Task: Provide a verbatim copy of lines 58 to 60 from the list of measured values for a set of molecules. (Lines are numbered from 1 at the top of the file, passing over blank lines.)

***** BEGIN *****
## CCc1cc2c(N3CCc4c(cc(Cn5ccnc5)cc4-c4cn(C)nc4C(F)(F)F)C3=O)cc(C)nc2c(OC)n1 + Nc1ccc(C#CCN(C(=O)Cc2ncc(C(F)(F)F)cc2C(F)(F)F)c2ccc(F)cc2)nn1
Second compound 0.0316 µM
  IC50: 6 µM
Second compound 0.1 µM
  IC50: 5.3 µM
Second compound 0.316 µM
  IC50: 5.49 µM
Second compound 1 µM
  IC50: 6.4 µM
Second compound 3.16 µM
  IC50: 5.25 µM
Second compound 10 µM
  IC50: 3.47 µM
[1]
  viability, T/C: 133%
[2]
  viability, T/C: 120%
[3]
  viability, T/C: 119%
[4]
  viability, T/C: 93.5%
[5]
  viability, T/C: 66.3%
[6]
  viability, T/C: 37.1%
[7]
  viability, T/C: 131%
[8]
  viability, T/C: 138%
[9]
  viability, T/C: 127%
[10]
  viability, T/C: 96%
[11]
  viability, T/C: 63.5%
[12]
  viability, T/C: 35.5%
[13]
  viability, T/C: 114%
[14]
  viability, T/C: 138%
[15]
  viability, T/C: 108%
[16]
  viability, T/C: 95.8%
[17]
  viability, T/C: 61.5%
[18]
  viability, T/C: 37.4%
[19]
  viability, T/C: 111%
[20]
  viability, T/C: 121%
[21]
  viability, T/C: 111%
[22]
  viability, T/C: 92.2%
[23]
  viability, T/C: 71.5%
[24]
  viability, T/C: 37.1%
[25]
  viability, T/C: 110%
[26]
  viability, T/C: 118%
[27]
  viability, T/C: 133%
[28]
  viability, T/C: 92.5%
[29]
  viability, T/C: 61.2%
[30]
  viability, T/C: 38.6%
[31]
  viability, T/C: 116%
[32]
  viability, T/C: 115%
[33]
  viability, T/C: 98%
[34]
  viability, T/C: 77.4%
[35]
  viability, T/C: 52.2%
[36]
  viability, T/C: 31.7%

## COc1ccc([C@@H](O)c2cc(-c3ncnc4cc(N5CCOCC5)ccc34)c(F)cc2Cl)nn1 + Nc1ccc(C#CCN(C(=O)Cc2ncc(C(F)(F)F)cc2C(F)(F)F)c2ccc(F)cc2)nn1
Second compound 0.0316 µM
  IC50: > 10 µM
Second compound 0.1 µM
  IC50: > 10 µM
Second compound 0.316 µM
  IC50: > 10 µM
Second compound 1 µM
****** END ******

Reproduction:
[23]
  viability, T/C: 71.5%
[24]